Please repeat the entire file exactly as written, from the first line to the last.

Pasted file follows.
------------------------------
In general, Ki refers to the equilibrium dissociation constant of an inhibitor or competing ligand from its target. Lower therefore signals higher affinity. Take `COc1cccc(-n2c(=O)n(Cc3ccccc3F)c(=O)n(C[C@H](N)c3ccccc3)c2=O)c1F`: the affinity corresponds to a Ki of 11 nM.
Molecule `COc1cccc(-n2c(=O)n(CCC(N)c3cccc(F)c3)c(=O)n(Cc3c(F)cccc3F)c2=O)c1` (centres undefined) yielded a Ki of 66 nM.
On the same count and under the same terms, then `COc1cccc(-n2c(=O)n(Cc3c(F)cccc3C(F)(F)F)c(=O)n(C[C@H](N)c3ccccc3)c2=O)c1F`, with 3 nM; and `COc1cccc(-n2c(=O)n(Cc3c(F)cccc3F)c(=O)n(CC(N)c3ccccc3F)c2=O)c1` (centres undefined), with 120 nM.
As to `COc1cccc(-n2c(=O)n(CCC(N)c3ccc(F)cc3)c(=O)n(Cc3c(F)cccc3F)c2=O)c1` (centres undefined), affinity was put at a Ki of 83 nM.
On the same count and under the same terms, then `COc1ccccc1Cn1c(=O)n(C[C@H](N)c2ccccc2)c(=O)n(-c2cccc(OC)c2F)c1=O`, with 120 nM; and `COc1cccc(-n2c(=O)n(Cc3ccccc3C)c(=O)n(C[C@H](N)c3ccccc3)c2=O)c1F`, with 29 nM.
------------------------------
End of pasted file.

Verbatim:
In general, Ki refers to the equilibrium dissociation constant of an inhibitor or competing ligand from its target. Lower therefore signals higher affinity. Take `COc1cccc(-n2c(=O)n(Cc3ccccc3F)c(=O)n(C[C@H](N)c3ccccc3)c2=O)c1F`: the affinity corresponds to a Ki of 11 nM.
Molecule `COc1cccc(-n2c(=O)n(CCC(N)c3cccc(F)c3)c(=O)n(Cc3c(F)cccc3F)c2=O)c1` (centres undefined) yielded a Ki of 66 nM.
On the same count and under the same terms, then `COc1cccc(-n2c(=O)n(Cc3c(F)cccc3C(F)(F)F)c(=O)n(C[C@H](N)c3ccccc3)c2=O)c1F`, with 3 nM; and `COc1cccc(-n2c(=O)n(Cc3c(F)cccc3F)c(=O)n(CC(N)c3ccccc3F)c2=O)c1` (centres undefined), with 120 nM.
As to `COc1cccc(-n2c(=O)n(CCC(N)c3ccc(F)cc3)c(=O)n(Cc3c(F)cccc3F)c2=O)c1` (centres undefined), affinity was put at a Ki of 83 nM.
On the same count and under the same terms, then `COc1ccccc1Cn1c(=O)n(C[C@H](N)c2ccccc2)c(=O)n(-c2cccc(OC)c2F)c1=O`, with 120 nM; and `COc1cccc(-n2c(=O)n(Cc3ccccc3C)c(=O)n(C[C@H](N)c3ccccc3)c2=O)c1F`, with 29 nM.